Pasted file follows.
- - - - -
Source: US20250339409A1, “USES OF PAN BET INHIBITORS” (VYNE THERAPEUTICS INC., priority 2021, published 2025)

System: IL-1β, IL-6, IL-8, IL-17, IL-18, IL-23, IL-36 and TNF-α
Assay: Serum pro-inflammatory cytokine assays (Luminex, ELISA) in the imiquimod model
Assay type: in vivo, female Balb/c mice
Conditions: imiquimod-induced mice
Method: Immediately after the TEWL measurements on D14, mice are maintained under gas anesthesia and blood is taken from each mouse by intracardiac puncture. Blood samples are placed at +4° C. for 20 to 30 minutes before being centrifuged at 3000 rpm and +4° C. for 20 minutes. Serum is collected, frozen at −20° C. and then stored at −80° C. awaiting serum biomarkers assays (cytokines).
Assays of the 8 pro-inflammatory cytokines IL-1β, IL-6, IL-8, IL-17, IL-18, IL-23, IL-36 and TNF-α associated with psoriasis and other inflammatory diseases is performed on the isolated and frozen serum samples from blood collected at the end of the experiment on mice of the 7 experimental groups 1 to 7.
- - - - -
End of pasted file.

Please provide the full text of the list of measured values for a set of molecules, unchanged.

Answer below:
Source: US20250339409A1, “USES OF PAN BET INHIBITORS” (VYNE THERAPEUTICS INC., priority 2021, published 2025)

System: IL-1β, IL-6, IL-8, IL-17, IL-18, IL-23, IL-36 and TNF-α
Assay: Serum pro-inflammatory cytokine assays (Luminex, ELISA) in the imiquimod model
Assay type: in vivo, female Balb/c mice
Conditions: imiquimod-induced mice
Method: Immediately after the TEWL measurements on D14, mice are maintained under gas anesthesia and blood is taken from each mouse by intracardiac puncture. Blood samples are placed at +4° C. for 20 to 30 minutes before being centrifuged at 3000 rpm and +4° C. for 20 minutes. Serum is collected, frozen at −20° C. and then stored at −80° C. awaiting serum biomarkers assays (cytokines).
Assays of the 8 pro-inflammatory cytokines IL-1β, IL-6, IL-8, IL-17, IL-18, IL-23, IL-36 and TNF-α associated with psoriasis and other inflammatory diseases is performed on the isolated and frozen serum samples from blood collected at the end of the experiment on mice of the 7 experimental groups 1 to 7.